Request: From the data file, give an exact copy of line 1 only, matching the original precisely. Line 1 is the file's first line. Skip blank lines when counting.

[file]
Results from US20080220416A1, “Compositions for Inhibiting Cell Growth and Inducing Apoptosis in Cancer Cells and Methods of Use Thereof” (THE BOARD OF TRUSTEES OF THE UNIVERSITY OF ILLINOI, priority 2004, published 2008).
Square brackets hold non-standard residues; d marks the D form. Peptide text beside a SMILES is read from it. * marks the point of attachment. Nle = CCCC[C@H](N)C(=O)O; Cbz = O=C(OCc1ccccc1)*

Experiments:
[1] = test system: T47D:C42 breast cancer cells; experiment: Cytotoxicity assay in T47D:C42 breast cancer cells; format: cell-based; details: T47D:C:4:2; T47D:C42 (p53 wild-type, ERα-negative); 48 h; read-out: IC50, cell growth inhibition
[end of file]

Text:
Results from US20080220416A1, “Compositions for Inhibiting Cell Growth and Inducing Apoptosis in Cancer Cells and Methods of Use Thereof” (THE BOARD OF TRUSTEES OF THE UNIVERSITY OF ILLINOI, priority 2004, published 2008).